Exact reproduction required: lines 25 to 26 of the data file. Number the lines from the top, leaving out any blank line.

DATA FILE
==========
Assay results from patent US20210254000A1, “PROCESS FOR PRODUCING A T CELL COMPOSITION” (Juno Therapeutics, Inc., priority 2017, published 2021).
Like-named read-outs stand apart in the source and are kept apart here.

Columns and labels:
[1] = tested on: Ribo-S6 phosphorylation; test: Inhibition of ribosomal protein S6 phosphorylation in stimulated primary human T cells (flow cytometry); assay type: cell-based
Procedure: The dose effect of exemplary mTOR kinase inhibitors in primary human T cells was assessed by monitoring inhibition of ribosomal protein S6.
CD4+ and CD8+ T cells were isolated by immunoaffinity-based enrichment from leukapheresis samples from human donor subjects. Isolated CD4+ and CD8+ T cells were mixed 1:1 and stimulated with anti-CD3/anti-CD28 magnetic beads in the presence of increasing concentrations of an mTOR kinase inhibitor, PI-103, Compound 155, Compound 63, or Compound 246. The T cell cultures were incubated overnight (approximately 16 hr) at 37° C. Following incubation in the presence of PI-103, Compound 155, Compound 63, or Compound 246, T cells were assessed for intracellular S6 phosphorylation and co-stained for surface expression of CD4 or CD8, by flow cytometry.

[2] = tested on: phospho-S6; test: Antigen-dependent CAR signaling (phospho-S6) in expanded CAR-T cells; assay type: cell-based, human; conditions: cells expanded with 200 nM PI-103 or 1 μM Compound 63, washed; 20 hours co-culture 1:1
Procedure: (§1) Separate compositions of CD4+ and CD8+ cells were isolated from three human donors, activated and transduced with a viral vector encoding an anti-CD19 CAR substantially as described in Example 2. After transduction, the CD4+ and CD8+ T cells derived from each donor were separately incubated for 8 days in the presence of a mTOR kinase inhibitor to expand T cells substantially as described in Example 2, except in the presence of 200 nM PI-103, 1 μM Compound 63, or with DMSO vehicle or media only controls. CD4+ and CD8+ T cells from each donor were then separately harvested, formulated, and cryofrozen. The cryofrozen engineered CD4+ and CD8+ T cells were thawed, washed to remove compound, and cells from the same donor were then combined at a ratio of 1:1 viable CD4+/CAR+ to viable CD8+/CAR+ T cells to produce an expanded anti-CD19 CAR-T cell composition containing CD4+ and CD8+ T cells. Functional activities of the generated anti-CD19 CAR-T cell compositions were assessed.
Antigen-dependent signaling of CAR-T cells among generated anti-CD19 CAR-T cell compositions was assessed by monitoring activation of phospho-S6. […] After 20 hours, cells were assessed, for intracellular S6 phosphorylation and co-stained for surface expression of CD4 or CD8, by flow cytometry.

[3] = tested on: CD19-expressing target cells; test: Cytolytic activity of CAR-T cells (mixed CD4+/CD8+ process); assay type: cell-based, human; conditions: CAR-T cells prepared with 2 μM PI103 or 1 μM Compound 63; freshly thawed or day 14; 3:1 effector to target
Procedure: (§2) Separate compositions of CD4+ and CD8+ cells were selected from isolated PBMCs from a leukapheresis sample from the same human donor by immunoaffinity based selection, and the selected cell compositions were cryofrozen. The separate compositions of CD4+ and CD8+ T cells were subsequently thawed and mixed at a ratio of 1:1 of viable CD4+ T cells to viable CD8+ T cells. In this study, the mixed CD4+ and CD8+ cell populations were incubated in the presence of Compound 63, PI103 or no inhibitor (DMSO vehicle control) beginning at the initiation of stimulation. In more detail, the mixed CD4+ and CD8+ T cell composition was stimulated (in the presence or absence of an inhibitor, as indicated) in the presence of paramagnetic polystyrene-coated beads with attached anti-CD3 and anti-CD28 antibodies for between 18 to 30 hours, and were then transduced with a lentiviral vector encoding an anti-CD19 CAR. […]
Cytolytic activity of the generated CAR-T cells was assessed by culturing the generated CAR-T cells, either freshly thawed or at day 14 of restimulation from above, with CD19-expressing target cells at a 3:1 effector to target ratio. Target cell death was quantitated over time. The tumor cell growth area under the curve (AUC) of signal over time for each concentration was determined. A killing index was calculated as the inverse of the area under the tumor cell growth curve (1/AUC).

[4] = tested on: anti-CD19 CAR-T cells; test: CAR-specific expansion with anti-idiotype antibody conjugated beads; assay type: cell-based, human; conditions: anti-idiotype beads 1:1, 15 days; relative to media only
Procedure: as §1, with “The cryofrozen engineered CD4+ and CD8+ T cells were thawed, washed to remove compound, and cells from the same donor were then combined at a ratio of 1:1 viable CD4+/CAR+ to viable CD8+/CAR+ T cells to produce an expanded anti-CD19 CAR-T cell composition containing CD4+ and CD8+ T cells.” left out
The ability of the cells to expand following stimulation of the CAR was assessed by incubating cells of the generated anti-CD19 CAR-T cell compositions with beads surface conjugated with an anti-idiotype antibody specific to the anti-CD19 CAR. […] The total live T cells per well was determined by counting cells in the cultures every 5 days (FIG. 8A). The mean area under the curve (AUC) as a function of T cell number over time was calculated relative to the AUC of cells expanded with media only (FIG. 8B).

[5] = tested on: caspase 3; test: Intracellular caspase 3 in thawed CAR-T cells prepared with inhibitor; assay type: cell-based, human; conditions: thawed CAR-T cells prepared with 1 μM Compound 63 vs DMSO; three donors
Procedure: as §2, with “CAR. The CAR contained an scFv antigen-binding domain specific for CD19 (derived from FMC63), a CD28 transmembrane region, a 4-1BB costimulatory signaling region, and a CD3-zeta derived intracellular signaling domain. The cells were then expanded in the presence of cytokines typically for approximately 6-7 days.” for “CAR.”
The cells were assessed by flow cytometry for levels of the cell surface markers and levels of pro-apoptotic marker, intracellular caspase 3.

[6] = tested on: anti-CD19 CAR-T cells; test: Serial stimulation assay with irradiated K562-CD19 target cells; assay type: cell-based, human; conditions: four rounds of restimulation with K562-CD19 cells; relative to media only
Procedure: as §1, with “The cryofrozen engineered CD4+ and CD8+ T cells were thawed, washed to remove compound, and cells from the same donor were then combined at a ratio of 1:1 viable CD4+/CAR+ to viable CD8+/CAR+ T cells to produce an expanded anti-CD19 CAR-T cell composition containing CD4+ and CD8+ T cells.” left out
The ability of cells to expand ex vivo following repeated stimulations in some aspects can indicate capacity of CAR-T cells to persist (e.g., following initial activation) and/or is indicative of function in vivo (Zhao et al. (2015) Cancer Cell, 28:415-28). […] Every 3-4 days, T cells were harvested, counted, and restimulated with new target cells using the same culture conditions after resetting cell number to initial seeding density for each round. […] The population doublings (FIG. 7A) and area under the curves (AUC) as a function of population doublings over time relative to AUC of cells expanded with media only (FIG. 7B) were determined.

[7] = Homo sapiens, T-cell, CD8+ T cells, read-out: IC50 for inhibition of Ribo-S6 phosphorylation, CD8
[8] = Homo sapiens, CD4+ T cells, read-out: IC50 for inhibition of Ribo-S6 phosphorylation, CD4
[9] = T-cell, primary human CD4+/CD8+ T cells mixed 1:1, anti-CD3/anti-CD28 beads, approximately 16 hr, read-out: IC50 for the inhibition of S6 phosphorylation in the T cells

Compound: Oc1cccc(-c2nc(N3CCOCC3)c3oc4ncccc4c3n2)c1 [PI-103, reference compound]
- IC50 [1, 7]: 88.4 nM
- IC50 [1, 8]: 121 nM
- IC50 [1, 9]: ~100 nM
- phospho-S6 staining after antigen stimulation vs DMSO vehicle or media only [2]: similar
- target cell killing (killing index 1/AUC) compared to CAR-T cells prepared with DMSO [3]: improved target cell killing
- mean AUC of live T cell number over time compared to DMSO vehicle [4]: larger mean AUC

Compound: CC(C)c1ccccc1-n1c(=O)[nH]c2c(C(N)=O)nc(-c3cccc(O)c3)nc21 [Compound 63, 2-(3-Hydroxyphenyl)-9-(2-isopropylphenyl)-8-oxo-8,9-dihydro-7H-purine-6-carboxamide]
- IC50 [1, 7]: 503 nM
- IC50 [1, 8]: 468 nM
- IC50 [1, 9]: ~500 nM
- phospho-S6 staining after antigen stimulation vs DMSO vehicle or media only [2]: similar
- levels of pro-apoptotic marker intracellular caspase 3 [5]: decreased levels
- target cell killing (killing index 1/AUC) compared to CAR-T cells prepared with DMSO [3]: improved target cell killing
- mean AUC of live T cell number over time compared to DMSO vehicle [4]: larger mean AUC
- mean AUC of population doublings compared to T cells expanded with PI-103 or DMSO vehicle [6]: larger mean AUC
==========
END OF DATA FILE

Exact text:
Compound: Oc1cccc(-c2nc(N3CCOCC3)c3oc4ncccc4c3n2)c1 [PI-103, reference compound]
- IC50 [1, 7]: 88.4 nM